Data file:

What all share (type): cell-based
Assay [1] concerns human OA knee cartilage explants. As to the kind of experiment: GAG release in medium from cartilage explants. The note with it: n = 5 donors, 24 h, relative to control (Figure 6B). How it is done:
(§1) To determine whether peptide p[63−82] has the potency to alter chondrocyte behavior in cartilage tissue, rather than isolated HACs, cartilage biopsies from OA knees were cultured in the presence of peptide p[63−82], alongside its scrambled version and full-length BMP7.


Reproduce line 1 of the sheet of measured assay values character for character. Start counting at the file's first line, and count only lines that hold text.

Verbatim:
What all share (type): cell-based